NY Times: Cleveland Indians to Change Team Name
First, the 'Washington Football Team', and coming soon, the 'Cleveland Baseball Team'?
Sunday night, the New York Times scooped the sports world by reporting that Cleveland's Major League Baseball team would drop the 'Indians' name, possibly as soon as this week.
The current MLB team in Cleveland was founded as a charter team in the American League in 1901. It was originally known as the Bluebirds, renamed to Naps in 1903 (after a player- Napolean “Nap” Lajoie), before taking the Indians name in 1915. Cleveland also had a team in the National League in the late 1800's, which was folded after the 1899 season. The team was nicknamed Spiders from 1889-1899.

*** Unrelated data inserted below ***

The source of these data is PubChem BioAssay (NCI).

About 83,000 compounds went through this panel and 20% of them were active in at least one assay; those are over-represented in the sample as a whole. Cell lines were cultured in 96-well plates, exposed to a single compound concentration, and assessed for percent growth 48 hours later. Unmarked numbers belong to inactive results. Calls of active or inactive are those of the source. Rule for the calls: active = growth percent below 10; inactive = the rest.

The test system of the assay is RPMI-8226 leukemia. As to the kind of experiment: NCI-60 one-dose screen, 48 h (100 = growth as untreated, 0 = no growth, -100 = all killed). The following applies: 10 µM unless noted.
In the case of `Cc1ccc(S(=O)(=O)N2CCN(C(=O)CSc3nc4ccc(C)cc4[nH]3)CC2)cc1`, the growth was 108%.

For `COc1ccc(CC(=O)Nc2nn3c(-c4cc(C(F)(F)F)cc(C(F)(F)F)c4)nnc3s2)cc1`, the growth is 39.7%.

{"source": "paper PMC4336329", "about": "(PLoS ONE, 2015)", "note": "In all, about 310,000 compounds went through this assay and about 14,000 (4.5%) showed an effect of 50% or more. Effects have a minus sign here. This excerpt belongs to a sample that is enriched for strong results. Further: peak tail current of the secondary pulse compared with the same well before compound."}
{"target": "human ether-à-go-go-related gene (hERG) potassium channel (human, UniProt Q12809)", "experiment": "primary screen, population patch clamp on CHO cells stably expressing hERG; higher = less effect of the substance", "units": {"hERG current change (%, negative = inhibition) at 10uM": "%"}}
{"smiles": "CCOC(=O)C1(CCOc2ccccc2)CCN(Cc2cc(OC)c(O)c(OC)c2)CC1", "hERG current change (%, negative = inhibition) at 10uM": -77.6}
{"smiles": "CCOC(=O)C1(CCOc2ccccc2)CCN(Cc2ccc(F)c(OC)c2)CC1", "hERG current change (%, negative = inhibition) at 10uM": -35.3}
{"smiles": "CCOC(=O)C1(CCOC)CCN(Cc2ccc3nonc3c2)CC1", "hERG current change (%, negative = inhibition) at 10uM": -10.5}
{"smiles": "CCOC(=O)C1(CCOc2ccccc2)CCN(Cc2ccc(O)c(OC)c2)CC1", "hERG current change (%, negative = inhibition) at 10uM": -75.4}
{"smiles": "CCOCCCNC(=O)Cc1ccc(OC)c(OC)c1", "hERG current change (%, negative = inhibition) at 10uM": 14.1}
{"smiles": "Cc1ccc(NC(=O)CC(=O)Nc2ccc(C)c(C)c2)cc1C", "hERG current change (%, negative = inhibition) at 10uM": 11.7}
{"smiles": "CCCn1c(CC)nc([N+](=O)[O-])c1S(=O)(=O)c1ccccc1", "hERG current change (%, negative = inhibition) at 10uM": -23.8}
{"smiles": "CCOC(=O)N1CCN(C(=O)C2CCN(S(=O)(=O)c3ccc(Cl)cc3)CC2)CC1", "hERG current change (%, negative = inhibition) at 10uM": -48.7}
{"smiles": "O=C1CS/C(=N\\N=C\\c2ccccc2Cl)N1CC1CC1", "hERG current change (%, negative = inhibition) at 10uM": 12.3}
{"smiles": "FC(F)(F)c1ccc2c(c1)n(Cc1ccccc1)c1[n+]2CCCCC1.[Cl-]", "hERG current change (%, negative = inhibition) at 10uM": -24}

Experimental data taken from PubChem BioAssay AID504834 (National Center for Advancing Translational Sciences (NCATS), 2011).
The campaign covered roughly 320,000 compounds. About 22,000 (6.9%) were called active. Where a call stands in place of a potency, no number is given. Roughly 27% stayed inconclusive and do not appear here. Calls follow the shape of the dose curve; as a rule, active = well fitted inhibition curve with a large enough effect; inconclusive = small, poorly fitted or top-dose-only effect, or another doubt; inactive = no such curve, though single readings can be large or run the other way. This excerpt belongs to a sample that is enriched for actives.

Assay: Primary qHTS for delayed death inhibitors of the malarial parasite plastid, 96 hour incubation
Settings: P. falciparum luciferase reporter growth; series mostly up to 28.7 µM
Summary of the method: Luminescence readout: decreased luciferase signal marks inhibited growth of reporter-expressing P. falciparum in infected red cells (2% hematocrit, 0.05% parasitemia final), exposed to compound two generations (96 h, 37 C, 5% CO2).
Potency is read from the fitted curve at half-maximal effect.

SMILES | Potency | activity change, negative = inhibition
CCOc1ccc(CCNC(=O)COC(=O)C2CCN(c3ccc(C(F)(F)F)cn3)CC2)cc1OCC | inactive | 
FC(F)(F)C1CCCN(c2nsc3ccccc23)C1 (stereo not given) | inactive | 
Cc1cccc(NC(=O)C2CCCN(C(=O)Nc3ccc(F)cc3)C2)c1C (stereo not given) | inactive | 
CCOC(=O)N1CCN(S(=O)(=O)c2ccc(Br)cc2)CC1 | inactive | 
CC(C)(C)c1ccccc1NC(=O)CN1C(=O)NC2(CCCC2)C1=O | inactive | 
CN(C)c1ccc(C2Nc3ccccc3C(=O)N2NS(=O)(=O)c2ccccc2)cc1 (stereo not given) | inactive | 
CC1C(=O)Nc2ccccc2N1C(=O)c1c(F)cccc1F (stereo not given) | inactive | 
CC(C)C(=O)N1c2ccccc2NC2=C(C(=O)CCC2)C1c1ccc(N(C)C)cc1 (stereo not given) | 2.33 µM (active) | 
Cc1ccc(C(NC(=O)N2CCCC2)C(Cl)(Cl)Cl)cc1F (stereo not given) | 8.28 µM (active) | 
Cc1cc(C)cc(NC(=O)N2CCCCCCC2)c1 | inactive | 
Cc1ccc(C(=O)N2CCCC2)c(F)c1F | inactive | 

If Cleveland team management, and Major League Baseball, don't have an immediate replacement name ready then the team may adopt an interim name, similar to what Washington's NFL team did before the 2020 season by becoming the 'Washington Football Team', according to ESPN.
Cleveland's MLB team was front-and-center in Hollywood, and thrust into pop culture, at the end of the 1980s and into the '90s with the "Major League" film franchise. Just like real life during that time period, the movies' baseball uniforms featured the Chief Wahoo logo and Indians nickname. Fast forward over 20 years later, and the Chief Wahoo logo was removed after the 2018 season, and now the Indians name is next to go.
As of the writing of this article, Cleveland's MLB Shop webpage still featured merchandise featuring the Indians name. That could change as soon as Monday morning.
Have an opinion about the Indians nickname? Talk about it during Ryan Hyatt's Raiderland, weekdays 11am-1pm on Talk 1340 in Lubbock and ESPN 960 in San Angelo.
Bonus video: The trailer for "Major League II":